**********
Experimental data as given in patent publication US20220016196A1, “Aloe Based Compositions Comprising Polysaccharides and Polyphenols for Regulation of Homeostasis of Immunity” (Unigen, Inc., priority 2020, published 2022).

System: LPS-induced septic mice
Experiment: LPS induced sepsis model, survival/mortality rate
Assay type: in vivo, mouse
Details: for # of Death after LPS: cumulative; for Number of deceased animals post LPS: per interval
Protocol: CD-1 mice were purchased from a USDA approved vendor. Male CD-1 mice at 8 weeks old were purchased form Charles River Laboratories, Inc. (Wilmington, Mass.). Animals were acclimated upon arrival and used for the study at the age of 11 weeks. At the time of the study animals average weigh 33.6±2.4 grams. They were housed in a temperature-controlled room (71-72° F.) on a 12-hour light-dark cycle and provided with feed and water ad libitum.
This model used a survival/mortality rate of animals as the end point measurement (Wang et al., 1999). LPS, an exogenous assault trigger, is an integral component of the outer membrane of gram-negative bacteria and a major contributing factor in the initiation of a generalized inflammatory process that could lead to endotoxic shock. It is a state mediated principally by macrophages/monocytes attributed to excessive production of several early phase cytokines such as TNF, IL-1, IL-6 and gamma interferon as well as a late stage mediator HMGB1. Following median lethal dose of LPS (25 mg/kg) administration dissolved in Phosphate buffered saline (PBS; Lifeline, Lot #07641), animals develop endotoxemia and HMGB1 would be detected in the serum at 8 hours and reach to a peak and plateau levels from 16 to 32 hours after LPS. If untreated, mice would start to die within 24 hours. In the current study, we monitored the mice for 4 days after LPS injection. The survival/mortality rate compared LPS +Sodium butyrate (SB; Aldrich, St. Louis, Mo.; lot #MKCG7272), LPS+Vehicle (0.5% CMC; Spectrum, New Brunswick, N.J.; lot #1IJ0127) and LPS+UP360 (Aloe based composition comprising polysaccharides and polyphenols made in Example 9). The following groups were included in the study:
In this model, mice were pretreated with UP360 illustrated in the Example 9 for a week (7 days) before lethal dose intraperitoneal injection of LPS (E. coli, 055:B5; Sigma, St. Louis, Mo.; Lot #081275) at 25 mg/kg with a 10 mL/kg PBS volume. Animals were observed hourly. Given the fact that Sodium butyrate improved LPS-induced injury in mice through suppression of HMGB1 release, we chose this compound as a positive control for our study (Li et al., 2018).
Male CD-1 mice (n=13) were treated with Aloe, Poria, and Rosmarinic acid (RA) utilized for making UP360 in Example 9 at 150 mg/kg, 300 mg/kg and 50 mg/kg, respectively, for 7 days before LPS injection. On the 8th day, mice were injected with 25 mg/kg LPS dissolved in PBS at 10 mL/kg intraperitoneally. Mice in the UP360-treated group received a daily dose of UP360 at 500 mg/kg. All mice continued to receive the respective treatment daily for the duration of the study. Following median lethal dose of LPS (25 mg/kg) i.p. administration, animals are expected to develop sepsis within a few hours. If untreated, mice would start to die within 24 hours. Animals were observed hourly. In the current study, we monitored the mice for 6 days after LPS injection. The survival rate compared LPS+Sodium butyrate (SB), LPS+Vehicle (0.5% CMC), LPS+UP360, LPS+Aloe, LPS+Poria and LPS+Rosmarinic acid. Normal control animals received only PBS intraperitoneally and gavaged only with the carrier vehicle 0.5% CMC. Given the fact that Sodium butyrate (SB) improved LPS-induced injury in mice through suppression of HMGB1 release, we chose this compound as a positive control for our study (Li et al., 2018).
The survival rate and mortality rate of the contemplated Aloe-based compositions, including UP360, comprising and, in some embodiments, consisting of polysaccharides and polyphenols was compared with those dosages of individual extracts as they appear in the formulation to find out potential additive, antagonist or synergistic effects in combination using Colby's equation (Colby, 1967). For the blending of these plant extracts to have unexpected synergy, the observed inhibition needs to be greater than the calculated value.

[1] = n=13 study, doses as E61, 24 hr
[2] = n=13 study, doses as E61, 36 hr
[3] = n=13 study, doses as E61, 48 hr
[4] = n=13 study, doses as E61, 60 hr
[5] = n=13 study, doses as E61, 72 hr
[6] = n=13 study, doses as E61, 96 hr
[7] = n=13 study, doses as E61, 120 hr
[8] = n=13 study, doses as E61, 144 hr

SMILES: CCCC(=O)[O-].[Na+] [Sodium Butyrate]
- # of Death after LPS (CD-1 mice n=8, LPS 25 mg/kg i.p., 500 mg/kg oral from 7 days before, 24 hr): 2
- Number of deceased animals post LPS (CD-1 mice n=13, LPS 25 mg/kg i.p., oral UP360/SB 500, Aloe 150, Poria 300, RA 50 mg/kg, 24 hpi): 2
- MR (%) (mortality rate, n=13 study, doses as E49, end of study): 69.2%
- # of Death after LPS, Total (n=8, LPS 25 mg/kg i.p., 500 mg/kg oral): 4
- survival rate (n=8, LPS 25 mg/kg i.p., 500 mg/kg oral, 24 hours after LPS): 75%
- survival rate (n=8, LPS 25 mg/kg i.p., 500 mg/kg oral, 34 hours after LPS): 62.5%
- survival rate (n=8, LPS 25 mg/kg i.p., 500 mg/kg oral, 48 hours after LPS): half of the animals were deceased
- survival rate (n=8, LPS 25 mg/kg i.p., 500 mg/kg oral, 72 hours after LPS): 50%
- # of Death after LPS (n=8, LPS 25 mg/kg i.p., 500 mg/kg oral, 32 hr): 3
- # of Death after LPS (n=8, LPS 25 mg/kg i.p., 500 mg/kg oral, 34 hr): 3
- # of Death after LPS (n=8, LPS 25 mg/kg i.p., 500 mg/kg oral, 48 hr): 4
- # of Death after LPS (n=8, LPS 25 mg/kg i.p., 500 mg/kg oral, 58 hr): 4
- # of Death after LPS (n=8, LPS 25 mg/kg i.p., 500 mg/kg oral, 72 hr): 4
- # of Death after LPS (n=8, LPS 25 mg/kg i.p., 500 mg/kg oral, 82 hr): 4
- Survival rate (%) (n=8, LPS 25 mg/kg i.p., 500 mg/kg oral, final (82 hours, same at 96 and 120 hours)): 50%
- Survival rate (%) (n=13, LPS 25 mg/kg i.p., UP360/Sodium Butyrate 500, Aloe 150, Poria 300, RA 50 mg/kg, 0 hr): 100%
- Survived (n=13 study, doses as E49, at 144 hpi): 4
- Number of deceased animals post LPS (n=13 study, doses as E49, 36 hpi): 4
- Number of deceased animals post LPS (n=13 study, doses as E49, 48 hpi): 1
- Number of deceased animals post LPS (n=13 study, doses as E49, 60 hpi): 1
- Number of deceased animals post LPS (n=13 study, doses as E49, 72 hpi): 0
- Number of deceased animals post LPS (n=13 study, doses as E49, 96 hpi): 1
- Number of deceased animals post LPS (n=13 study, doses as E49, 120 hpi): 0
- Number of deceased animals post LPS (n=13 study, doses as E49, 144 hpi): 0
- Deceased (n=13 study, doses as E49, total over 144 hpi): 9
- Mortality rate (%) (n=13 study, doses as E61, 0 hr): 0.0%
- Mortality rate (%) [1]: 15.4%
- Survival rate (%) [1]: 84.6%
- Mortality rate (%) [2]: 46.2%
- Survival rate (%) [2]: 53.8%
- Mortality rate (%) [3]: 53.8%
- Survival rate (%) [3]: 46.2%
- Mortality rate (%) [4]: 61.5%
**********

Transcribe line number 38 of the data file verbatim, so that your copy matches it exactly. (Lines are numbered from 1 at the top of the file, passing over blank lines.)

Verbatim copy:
- Number of deceased animals post LPS (n=13 study, doses as E49, 48 hpi): 1